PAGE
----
With the launch of SOHO new opportunities have become available for studying chromospheric dynamics and, especially, chromospheric oscillations at UV wavelengths. The study of chromospheric oscillations is to a large extent based on optical observations (see e.g. review by Rutten, 1995), while at ultraviolet wavelengths the number of studies is relatively limited. At the end of the seventies several studies of chromospheric oscillations were made based on OSO 8 data (Athay and White, 1979ab, White and Athay, 1979ab, Chipman, 1978, Bruner, 1978, 1981). The OSO 8 data made it possible to study oscillations both in the upper chromosphere (Fe II, Si II, C II) and the transition region (C IV). Although the results of these studies are sometimes conflicting, it could be established that the presence of sound waves is relatively common in the chromosphere, while in the transition region sound waves are not always found. No evidence was found for the existence of a chromospheric cavity as was predicted by Ando and Osaki (1975). An important result of the OSO 8 studies is that the energy flux carried by acoustic waves in the chromosphere is too low to account for coronal heating. For further discussion on chromospheric and coronal heating via acoustic waves, see Narain and Ulmschneider (1996).
In the low chromosphere oscillations with periods of 180-240 s are found (Deubner, 1981) although it is not clear whether these are propagating or evanescent. For example, Lites and Chipman (1979) conclude that in the lower chromosphere 5 minute oscillations are evanescent while waves with frequencies above 5 mHz (200 s) are propagating.
For the upper chromosphere Chipman (1978) found that not all observations show evidence of oscillations but that, when oscillations are present, these have periods near 300 s. Chipman concludes that the associated waves are evanescent. Some of Chipman's results are at variance with those of Athay and White (1979ab) and White and Athay (1979a) who studied a pair of Si II lines. These authors conclude that periods near 300 s are almost always present. The power spectra (line intensities and Doppler shifts) have broad maxima, in the 2.5-9 mHz range, which are superimposed on a flat noise continuum which extends up to 30 mHz and contains most of the power. The waves near 300 s seem to propagate vertically. In the 2.5-9 mHz range delays in the oscillations of the lines, which are formed at different heights, are consistent with upward propagating waves although the phase differences between intensity variations and velocities do not conform to those expected for sound waves.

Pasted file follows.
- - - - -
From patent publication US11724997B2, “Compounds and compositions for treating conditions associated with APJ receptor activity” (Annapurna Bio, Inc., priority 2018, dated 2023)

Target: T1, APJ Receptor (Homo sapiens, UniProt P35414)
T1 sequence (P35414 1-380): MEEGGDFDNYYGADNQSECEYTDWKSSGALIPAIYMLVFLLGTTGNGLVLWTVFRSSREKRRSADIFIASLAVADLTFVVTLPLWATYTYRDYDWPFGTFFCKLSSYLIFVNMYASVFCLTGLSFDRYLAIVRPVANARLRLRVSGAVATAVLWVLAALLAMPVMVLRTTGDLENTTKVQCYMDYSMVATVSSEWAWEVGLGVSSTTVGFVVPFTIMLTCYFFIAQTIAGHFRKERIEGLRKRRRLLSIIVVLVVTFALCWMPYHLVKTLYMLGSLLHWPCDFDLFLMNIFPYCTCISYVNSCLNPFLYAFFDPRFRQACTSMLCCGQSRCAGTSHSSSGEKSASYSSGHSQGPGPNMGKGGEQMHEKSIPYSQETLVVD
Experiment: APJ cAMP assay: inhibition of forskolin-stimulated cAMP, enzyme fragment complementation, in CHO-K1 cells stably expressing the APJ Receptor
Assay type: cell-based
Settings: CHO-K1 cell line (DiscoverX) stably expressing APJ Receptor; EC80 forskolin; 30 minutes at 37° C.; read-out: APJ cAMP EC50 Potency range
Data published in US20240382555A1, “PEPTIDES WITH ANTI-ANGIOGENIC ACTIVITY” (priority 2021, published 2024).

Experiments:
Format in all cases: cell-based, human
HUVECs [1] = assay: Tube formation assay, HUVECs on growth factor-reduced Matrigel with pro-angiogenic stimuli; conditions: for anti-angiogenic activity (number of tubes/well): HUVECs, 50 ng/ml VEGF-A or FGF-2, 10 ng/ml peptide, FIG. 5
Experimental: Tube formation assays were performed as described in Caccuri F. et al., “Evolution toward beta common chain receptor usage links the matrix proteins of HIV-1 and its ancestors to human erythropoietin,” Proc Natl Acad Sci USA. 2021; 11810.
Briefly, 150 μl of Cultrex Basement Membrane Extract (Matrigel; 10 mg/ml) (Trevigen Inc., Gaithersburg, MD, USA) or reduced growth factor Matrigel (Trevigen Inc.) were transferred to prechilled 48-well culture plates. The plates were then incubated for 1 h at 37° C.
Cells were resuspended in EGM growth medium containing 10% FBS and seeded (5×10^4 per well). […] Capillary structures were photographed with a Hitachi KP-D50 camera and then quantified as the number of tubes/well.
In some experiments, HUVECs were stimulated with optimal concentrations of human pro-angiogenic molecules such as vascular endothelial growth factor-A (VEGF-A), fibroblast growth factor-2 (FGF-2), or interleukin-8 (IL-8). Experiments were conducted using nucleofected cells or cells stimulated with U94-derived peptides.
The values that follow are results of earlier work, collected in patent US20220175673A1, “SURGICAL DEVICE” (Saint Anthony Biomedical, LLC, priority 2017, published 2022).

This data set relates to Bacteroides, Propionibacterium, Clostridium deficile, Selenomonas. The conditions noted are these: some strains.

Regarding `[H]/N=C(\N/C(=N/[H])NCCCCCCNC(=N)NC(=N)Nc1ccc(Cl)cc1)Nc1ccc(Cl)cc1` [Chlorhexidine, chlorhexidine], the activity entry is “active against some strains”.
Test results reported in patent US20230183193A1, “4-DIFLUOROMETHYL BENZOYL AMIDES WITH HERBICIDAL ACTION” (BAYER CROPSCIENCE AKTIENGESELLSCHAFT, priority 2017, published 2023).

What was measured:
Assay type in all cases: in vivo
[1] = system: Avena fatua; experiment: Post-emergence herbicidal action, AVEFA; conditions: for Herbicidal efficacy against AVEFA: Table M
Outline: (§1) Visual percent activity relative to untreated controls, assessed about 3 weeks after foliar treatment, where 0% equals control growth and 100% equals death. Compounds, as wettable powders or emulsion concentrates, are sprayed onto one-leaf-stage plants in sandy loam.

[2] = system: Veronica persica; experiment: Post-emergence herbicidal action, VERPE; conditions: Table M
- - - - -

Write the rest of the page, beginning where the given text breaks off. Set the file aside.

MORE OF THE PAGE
For the transition region Athay and White (1979b) find that low-amplitude aperiodic fluctuations characterize the data (C IV line) and that only 20% of the datasets show periodic observations in the 3-5 mHz range. These authors argue that the OSO 8 C IV results are indicative of the presence of sound waves in the transition region whose periodicity is sometimes destroyed due to propagation through the chromosphere. Similar conclusions were reached by Bruner (1978) who also found (Bruner, 1981) that the acoustic fluxes in the up- and downward direction almost balance.
OSO 8 had a spatial resolution of . An improvement of the spatial resolution was achieved with the launch of the Ultraviolet Spectrometer and Polarimeter (UVSP) on board the Solar Maximum Mission (SMM). Surprisingly the number of oscillation studies with UVSP is relatively limited. A number of studies focussed on transition region oscillations above sunspots (Gurman et al., 1982, Henze et al., 1984, Thomas et al., 1987), using mainly the C IV line. Bruner and Poletto (1984) conclude from N V (1238Å) observations that there is a net upwardly directed acoustic flux (contrary to Bruner, 1978).
From a rather arbitrary sample of (continuum) light curves of active regions Drake et al. (1989) conclude that periods in the range 4-5 min. (3.3-4.2 mHz) are ubiquitously present while occasionally periods down to 3 min. (5.6 mHz) are seen.
In this paper we discuss the UVSP observations of a number of active regions in order to extend the study by Drake et al. (1989). Although UVSP does not have the diagnostic capabilities of e.g. SUMER and CDS on board SOHO, it is interesting to see which periodicities are present in the UV.
Any analysis of oscillatory phenomenon is necessarily based on Fourier techniques. For observations based on individual photon counts the problem of noise is especially noteworthy. It is important to establish the statistical significance for any feature in a power spectrum resulting from a Fourier transform. Fortunately, this problem has received considerable attention in the X-ray community working on QPO phenomenon. Based on that work we discuss in this paper several effects of noise in power spectra and how the noise levels can be determined. The described techniques are equally applicable to SUMER and CDS data.
The outline of the paper is as follows. In Sect. 2we describe the observations and the spectral properties of the UVSP bandpass. In Sect. 3the method of analysis is described which is applied to the UVSP data in Sect. 4. Our conclusions are presented in Sect. 5.
© European Southern Observatory (ESO) 1997
Online publication: April 8, 1998